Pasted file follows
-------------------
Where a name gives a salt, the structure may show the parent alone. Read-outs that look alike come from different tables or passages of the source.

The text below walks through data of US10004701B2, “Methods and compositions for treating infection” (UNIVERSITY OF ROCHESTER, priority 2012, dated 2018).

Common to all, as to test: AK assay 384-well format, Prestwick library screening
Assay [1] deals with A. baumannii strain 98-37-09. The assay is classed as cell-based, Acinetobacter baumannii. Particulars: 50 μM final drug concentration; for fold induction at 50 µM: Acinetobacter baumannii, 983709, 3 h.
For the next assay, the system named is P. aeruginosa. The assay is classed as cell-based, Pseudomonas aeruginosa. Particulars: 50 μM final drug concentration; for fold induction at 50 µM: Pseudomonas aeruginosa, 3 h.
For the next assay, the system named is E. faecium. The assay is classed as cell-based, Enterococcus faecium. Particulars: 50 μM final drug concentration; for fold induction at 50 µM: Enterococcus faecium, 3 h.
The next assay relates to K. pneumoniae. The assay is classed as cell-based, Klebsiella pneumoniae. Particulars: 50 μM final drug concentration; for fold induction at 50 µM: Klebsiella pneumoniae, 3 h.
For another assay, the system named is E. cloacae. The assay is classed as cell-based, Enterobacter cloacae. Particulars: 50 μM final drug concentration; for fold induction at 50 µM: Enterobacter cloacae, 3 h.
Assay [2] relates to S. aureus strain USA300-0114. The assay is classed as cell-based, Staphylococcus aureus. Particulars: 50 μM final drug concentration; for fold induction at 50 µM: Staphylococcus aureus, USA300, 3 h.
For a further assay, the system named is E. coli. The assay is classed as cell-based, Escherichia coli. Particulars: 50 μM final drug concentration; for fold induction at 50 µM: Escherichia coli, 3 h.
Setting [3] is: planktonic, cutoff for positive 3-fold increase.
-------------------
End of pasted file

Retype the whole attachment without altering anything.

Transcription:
Where a name gives a salt, the structure may show the parent alone. Read-outs that look alike come from different tables or passages of the source.

The text below walks through data of US10004701B2, “Methods and compositions for treating infection” (UNIVERSITY OF ROCHESTER, priority 2012, dated 2018).

Common to all, as to test: AK assay 384-well format, Prestwick library screening
Assay [1] deals with A. baumannii strain 98-37-09. The assay is classed as cell-based, Acinetobacter baumannii. Particulars: 50 μM final drug concentration; for fold induction at 50 µM: Acinetobacter baumannii, 983709, 3 h.
For the next assay, the system named is P. aeruginosa. The assay is classed as cell-based, Pseudomonas aeruginosa. Particulars: 50 μM final drug concentration; for fold induction at 50 µM: Pseudomonas aeruginosa, 3 h.
For the next assay, the system named is E. faecium. The assay is classed as cell-based, Enterococcus faecium. Particulars: 50 μM final drug concentration; for fold induction at 50 µM: Enterococcus faecium, 3 h.
The next assay relates to K. pneumoniae. The assay is classed as cell-based, Klebsiella pneumoniae. Particulars: 50 μM final drug concentration; for fold induction at 50 µM: Klebsiella pneumoniae, 3 h.
For another assay, the system named is E. cloacae. The assay is classed as cell-based, Enterobacter cloacae. Particulars: 50 μM final drug concentration; for fold induction at 50 µM: Enterobacter cloacae, 3 h.
Assay [2] relates to S. aureus strain USA300-0114. The assay is classed as cell-based, Staphylococcus aureus. Particulars: 50 μM final drug concentration; for fold induction at 50 µM: Staphylococcus aureus, USA300, 3 h.
For a further assay, the system named is E. coli. The assay is classed as cell-based, Escherichia coli. Particulars: 50 μM final drug concentration; for fold induction at 50 µM: Escherichia coli, 3 h.
Setting [3] is: planktonic, cutoff for positive 3-fold increase.